As the hardware is not yet complete the software environment including firmware is only planned at this stage. The plan is to make as much of the firmware environment open source as possible. Some components are not open source at the time of writing this post due to source materials not existing. For example the Marvell SATA controller has a closed firmware implementation, and the NXP networking block (known as fman or frame manager) has a closed source microcode.
The intended boot firmware environment is a standard EL3 hypervisor implementing PSCI (Power State Coordination Interface) as required by the ARM spec for ARMv8/Aarch64 devices, along with a Tianocore/Linaro derived EDK2 implementation for UEFI with ACPI support. A source has informed me that a valid ACPI implementation will allow the Windows 10 Enterprise/Server Aarch64 editions to run on this board. Broad OS compatibility is something worth working towards, after all why build a server board if it required embedded style work to get to work. The likely path towards this would be dual mode DTB/ACPI as the preferred method for linux is device tree. ACPI support, no matter your feelings towards it, does however provide a better experience by abstracting away much of the device specific logic and allowing the high level OS to work with the logical interfaces.
While I mentioned the BMC above with the hardware overview, the BMC itself is really its own sub-project within the overall board. The system is made up of a Microchip Cortex-A5 MPU (Originally an Atmel MPU) with 256MB of DDR3 RAM and 256MB of parallel NOR. This allows for a light weight linux based OS with significant capabilities for logging and customisation. Using the 100Mbps ethernet port combined with the USB 2.0 High Speed device connection to the host CPU, remote media can be used much the same as existing commercial BMC implementations. The BMC also contains a connection to the firmware QSPI NOR for the host CPU allowing out-of-band firmware updates including the capability to restore from a bad firmware flash remotely.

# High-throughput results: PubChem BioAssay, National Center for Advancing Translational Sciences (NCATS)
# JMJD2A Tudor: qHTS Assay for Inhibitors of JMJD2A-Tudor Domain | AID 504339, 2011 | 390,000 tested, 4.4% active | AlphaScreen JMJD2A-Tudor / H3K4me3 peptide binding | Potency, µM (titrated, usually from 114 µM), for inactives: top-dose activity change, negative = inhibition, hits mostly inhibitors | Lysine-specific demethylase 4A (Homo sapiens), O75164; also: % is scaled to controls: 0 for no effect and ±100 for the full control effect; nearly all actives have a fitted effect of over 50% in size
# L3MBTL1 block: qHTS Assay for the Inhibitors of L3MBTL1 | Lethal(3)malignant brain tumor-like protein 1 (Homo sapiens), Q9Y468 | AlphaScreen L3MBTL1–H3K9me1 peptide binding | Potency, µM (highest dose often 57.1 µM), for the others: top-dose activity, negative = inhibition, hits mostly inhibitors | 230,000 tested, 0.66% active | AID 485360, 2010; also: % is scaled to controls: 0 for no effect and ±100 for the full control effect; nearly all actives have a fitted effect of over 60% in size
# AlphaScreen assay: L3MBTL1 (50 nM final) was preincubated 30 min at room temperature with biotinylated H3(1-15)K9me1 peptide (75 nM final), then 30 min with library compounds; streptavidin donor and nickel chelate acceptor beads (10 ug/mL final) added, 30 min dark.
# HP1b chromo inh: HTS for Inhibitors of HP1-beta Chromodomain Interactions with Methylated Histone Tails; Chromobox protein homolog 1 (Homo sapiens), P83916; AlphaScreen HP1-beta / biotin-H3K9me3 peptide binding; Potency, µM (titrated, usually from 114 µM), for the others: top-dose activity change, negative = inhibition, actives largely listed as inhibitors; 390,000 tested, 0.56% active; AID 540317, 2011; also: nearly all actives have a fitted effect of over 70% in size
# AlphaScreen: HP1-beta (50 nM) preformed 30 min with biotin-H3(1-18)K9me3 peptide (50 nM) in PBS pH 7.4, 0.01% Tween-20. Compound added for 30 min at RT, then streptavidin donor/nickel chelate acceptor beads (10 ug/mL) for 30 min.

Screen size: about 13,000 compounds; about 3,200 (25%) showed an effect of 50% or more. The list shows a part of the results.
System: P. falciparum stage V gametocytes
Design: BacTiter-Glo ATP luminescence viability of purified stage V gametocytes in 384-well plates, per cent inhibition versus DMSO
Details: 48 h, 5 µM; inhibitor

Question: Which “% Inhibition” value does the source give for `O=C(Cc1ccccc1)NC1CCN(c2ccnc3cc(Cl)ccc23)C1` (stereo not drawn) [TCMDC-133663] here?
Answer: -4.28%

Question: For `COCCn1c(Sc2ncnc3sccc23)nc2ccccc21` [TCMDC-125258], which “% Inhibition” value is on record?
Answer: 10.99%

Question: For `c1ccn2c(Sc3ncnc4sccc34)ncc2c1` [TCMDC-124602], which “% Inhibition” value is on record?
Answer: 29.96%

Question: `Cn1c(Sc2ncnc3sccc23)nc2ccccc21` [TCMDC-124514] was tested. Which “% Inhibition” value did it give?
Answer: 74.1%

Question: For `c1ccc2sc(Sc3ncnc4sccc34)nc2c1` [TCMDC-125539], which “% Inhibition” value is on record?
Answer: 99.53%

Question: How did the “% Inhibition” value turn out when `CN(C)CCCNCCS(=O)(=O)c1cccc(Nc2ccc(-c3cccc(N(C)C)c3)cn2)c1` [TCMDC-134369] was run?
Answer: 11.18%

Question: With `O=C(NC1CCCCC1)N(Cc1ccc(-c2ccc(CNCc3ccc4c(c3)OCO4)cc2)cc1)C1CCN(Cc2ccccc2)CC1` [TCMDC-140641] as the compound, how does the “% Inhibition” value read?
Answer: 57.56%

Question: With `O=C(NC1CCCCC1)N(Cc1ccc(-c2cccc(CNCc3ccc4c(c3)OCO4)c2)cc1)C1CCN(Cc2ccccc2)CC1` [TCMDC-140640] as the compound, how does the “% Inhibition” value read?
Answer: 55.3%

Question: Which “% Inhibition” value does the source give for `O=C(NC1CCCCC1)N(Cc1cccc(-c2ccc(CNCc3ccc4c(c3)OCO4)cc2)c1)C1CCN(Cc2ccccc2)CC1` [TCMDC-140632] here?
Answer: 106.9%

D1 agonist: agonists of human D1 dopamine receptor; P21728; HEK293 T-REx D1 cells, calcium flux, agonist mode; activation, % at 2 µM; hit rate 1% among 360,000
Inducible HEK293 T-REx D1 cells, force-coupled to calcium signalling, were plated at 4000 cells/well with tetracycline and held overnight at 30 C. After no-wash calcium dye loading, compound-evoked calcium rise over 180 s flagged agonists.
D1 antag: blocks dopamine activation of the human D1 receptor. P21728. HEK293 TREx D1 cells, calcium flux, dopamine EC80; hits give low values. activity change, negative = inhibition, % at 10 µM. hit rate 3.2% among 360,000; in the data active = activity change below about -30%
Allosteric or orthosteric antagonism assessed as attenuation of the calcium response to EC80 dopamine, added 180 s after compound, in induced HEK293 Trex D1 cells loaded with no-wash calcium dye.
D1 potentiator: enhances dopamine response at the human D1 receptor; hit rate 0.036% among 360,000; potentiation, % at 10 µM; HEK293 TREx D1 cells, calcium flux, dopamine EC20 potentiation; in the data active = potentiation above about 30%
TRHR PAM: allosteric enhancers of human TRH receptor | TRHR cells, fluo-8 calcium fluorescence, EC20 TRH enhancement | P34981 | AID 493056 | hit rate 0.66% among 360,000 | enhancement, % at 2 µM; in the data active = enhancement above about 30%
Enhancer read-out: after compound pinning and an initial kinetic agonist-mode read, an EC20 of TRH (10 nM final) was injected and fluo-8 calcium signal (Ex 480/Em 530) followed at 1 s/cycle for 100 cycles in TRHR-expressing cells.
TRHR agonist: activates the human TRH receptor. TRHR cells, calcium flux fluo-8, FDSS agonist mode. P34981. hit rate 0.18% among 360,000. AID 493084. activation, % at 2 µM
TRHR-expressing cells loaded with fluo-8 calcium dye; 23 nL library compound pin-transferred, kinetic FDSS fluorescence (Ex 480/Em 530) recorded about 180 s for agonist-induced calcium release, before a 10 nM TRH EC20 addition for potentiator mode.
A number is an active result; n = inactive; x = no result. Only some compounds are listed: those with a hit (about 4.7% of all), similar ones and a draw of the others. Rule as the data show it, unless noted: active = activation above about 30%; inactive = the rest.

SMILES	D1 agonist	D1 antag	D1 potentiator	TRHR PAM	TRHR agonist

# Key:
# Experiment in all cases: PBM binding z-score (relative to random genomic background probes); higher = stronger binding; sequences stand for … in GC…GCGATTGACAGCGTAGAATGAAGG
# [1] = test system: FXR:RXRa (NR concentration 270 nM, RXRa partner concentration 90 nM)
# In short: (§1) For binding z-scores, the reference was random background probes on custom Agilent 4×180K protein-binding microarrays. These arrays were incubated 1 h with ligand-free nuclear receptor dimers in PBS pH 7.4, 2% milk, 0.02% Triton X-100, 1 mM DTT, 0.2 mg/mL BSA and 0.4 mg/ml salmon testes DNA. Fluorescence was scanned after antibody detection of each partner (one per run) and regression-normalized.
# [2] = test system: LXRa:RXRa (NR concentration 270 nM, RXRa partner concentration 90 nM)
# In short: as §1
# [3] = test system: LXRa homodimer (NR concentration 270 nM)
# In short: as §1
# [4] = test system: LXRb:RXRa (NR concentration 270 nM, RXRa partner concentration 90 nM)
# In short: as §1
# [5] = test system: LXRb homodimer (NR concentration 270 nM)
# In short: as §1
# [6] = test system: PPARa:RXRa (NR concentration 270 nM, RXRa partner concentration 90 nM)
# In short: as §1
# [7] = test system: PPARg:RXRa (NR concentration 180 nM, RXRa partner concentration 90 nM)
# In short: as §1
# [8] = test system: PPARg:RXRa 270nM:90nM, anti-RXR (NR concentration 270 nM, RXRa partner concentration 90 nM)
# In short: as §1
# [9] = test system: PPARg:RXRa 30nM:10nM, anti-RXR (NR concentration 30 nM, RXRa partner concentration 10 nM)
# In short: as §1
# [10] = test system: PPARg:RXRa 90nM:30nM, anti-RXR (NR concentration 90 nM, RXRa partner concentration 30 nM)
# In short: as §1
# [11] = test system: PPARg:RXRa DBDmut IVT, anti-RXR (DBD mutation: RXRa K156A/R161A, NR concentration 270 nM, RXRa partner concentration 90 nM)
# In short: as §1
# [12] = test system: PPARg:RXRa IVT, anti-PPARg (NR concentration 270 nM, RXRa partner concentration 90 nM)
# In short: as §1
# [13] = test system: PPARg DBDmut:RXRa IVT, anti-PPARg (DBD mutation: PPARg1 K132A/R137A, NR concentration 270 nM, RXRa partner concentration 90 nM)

The BMC also doubles as the system manager, implementing the system management bus to thermal, fan, PCIe, and DDR subsystems, allowing the BMC to log all FRU changes, plus respond to over temperature and critical events. The BMC runs off the 5V standby voltage supplied by a standard ATX power supply and manages the power on process for both the power supply and the host CPU including the front panel button connections for reset and power. The BMC is the full package for management of the system.
Where to next
There is still a lot of work to do before the board can be prototyped and tested. Latest progress estimation has approximately 20% of high speed busses and 15% overall of routing completed. This board is one of the most complex projects I have designed and there is a lot of work ahead as just one person. After the board layout is completed I spend a reasonable amount of time going over every square mm of the design to make sure it complies with design rules and requirements before I finally accept that it is ready for a prototype. At that point I will follow up this post with more technical information for those who are interested as well as the schematic, gerbers, and the link to the CircuitMaker project.
Building an ARM server in a mini-ITX form factor with the following specs:
- LS1046A 1.8GHz quad core Cortex-A72.
- 1 4-lane PCIe slot (16 lane length for GPUs).
- DDR4 RDIMM supporting up to 64GB quad rank RAM with ECC.
- 4 SATA 3.0 ports.
- 4 1Gbe Ethernet ports.
- 2 USB 3.0 Super Speed ports.
- 1 SFP+ (supports 10Gbe modules only).
- BMC with dedicated 100Mbps management port.
- USB console with access to BMC debug, Host CPU console and JTAG.
- 1 M2 port supporting 2280 (22mm wide * 80mm long) NVMe drive.
- Board level power usage monitoring.
- (unconfirmed) VGA 2D GPU.
- Open Source UEFI firmware.
Yes, I am plugging myself on my own blog. Projects like these are expensive, and while I will continue to do them for myself and love of PCB design, if you enjoy my work and would like to help support my projects I have a PayPal Tip Jar.